The proposition is simple: you plug in the SanDisk ReadyCache 32GB SSD into your PC, download the software which sets up your drives’ data to be cached on the SSD. After some time (hours to days) the SSD software recognizes your frequently used programs and their data is cached onto the SSD for instant use whenever you next launch your software of choice.

Setup

So let’s break it down a little, stating with the installation. The SanDisk ReadyCache 32GB SSD comes with an instructional manual, a SATA III (6Gbps) data cable, a 3.5-inch bracket with screws and the SSD itself. Given the extremely low profile of just 7mm, the SanDisk ReadyCache 32GB SSD can even be used in slim laptops (that have capacity for two drives).

Once installed, the drive immediately shows up on Windows 7. At this point you have to go and download the ExpressCache software which allows an extremely easy on-click solution to activate the caching on the SanDisk ReadyCache 32GB SSD and selecting which drives you want to cache.

The ExpressCache software even shows the amount of storage been used on the drive for cache. Furthermore there’s even a real-time graph showing how much of the cached data is being used at the moment.

And just in case you want to change your usage habits (brought about by installation of big games or programs) then you can simply click a button to clear out the entire cache on the drive and it’ll start from scratch. Don’t worry about losing any of the cached data as all of it is written onto the actual hard drives as well for backup automatically.

Google announces Arabic Web Days

November 21, 2012 by  
Filed under News

Google has launched an initiative called ‘Arabic Web Days’ to increase and improve Arabic content available online. Currently only 3% of online content is in Arabic and there is a huge disparity between the number of Arabic-speaking Web users and the amount of Arabic internet content available for them. ‘Arabic Web Days’ hopes to bridge that gap and has Google partnering with Vinelab, Wamda and Taghreedat to help shape the 1 month program.  Twitter, Wikipedia, TED, Soundcloud and even regional organizations such as Al Arabiya, twofour54 and the Institute of Computer Research, Qatar Foundation have joined in.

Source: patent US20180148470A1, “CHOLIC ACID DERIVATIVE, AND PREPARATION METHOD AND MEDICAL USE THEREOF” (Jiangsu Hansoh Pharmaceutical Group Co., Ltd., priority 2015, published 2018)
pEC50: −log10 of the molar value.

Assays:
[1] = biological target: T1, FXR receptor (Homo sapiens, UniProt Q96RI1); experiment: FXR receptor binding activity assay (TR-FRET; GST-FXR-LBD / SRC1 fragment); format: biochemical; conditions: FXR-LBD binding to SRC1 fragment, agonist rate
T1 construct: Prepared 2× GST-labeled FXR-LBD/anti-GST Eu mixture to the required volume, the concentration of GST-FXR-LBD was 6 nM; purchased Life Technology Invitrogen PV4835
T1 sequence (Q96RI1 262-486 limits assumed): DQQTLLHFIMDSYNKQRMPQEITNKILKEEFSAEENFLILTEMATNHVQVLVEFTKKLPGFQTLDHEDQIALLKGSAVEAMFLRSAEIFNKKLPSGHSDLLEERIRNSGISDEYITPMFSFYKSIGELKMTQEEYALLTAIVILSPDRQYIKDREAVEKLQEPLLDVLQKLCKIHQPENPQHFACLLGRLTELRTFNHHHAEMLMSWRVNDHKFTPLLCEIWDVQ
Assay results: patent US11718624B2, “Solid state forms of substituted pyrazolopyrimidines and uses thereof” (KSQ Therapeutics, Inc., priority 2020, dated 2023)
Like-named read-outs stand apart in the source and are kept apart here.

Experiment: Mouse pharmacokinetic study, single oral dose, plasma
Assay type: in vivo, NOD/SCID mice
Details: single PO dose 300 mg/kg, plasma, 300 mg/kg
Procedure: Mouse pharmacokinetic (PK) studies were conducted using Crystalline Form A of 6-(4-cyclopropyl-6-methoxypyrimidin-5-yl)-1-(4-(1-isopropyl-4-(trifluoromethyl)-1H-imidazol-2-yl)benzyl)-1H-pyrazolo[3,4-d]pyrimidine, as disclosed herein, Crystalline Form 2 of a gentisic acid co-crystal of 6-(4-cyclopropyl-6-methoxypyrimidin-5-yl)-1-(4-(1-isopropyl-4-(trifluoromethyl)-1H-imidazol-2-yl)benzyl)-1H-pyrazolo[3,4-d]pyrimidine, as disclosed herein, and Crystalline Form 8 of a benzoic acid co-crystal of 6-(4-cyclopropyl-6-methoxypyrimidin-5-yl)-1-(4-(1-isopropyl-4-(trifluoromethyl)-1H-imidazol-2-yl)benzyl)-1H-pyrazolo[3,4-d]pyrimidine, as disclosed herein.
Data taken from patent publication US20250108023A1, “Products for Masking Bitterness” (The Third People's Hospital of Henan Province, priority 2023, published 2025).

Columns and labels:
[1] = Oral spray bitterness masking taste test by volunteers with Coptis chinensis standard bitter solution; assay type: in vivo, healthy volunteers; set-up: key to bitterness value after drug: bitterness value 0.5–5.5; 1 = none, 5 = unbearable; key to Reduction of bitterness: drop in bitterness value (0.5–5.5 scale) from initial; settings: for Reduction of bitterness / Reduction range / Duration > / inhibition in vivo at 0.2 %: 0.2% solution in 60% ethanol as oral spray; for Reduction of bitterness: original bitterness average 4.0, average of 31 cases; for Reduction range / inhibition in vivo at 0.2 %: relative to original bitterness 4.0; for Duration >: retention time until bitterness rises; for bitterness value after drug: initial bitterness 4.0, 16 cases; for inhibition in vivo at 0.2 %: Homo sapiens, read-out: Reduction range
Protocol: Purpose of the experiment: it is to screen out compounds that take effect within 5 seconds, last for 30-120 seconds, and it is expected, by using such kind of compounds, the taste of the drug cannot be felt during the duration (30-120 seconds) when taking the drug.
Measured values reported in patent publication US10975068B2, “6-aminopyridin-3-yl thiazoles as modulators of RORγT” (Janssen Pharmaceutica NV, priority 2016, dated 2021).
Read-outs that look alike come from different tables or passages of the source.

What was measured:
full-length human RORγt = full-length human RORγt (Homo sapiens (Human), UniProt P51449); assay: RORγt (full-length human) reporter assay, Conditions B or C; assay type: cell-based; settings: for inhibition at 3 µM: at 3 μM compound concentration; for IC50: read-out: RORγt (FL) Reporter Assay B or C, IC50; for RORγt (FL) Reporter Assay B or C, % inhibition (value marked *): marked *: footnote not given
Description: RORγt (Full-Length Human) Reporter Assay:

Activities and events such as a YouTube Tweet Up in Doha, Qatar on December 15, various programs on one of the Arab World’s top news channels – Al Arabiya, knowledge sharing Google+ hangouts in Arabic where, for instance, a user can learn how to use the Google translator toolkit to turn English content into Arabic etc are all part of the program.

‘Arabic Web Days’ co-creator and Vinelab’s Managing Director, Abed Agha said, “‘This is just the beginning – we hope to keep the momentum beyond just this month – the talent in MENA is strong and we have yet to realize the economic potential that the web can create.”

In recognition, Google has also declared that 12/12/12 as National Arabic Internet Day,

Siri will soon speak and understand Arabic

November 21, 2012 by  
Filed under Apple, Industry, News, Operating Systems

Apple has been pretty good about providing localized versions of iOS on the iPhone and iPad. Long before Android, iPhone and iPad users were able to read and write in Arabic natively. Now it seems that you might be able to talk to your iPhone or Pad in Arabic soon as well.

In a job listing posted last week, Apple is looking for candidates that are fluent in Arabic to join the team responsible for delivering Siri in different parts of the world. The position is a six month internship based out of Apple’s HQ in Cupertino, California.

Would this be your dream job?

Source: MacRumours